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SUNRISE, Fla. — There will be a Presidents' Trophy banner hanging over the Florida Panthers' home ice next season. The team's media relations department will spend its summer rewriting the record book because tons of pages need updating. And the earliest that the Panthers will again have to hear about a 26-year drought between playoff series wins is in 2048.
On those levels, it was a tremendous season for the Panthers.
Of course, none of that mattered after getting swept 4-0 by the Tampa Bay Lightning in the Eastern Conference semifinals.
The best team in hockey's regular season fell well short of its goal in the postseason. A team that scored more goals than any other club had in a quarter-century — Florida averaged 4.1 per game this season — managed only three in an entire series against the two-time defending Stanley Cup champion Lightning, who wound up knocking the Panthers out of the playoffs for the second consecutive season.
"They're Stanley Cup champions for a reason," Florida interim coach Andrew Brunette said. "Their evolution of how they were once a high-flying kind of offensive team and they found their recipe how to win and they stick with it ... we aspire to be them. And this was another learning experience for us."
Florida smashed team single-season records for wins (58), points (an NHL-best 122 this season) and goals, plus — finally — got its first playoff series win since 1996. Jonathan Huberdeau became the first Panthers player with a 100-point season, the team went 34-7-0 at home, started the year with eight consecutive wins and added a 13-game winning streak later in the season.
When the goals came, they were close to unbeatable: 60-9-2 with three goals or more, 2-15-4 with two goals or less. They were shut out only once — in the 92nd and final game of the year, when Tampa Bay's Andrei Vasilevskiy slammed the door on their season.
"I think we're closer than ever, but we got swept, and there's another level we've got to climb still," Brunette said. "We're still climbing. ... I believe we were ready for that next step, and unfortunately we fell short."
July is when Huberdeau can sign an extension, and that decision should be the Panthers' No. 1 priority entering the offseason. The Panthers were very creative in how they structured Aleksander Barkov's eight-year, $80 million extension last fall to assure themselves maximum flexibility going forward — with the looming decision on Huberdeau a big reason why. It's reasonable to expect he would be in line for the same numbers, at least in terms of annual value, as Barkov got and goaltender Sergei Bobrovsky got when he came to Florida in 2019.
The Panthers never took the "interim" tag off Brunette, who inherited the job after seven games following the departure of Joel Quenneville as part of the fallout from the way the Chicago Blackhawks mishandled the abuse of player Kyle Beach years ago. Brunette wound up as a coach of the year finalist and guided Florida to the Presidents' Trophy. It's hard to envision Florida going in a different direction, but there has been no public declaration that Brunette's job is safe.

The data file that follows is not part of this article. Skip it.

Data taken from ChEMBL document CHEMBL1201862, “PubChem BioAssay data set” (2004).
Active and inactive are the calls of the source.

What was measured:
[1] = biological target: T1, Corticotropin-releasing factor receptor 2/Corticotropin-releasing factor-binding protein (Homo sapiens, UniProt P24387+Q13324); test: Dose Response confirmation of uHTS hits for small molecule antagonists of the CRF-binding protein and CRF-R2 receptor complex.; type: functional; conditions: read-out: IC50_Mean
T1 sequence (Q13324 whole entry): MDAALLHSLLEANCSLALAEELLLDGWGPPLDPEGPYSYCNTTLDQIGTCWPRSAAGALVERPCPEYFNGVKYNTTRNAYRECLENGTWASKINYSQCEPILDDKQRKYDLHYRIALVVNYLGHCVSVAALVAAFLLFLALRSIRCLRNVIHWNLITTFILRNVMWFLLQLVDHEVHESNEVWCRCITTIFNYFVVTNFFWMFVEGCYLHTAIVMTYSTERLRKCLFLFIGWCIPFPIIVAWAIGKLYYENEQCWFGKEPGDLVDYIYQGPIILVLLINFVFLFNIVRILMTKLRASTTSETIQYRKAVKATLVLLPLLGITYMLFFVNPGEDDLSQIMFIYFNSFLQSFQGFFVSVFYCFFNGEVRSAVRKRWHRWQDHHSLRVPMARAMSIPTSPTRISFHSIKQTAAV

"I have to talk to my wife and see if after playing for 20 years, she's still on board for this," Brunette said. "But I love this team. I love the group. I believe in it. I believe in them, and I'm really proud of what they accomplished, and I think there's more."
Joe Thornton was in the lineup for Game 4 against Tampa Bay, his only postseason appearance with Florida this season — and maybe the last game of his career. Thornton turns 43 on July 2 and, including playoffs, has now appeared in 1,901 NHL games. That's seventh most, 91 behind Mark Messier's record. His 1,673 career points, including playoffs, is 14th-most; everyone ahead of him on that list is already in the Hall of Fame besides Jaromir Jagr, who is a lock to be there as soon as he's eligible. Thornton came to Florida with hopes of finally hoisting a Stanley Cup; time will tell if he has one more season in him.
GIROUX AND CHIAROT
Florida loaded up at the trade deadline with players on expiring deals, acquiring forward Claude Giroux from Philadelphia and defenseman Ben Chiarot from Montreal. The Panthers aren't exactly flush with cap space going forward, so keeping either of those players might be extremely difficult. Then again, the Panthers — barring a seismic shakeup — will enter next season as a contender, which might make staying in Florida a bit longer an attractive proposition for Giroux and/or Chiarot.
Bobrovsky entered the season with a ton of questions, and he answered them all. Spencer Knight is still Florida's goalie of the future, but Bobrovsky was stellar in the regular season: 39-7-3 with a .913 save percentage and a 2.67 goals-against average. His save (.911) and goals-against numbers (2.70) were basically the same in the playoffs, and Florida's 4-6 postseason mark certainly wasn't his fault.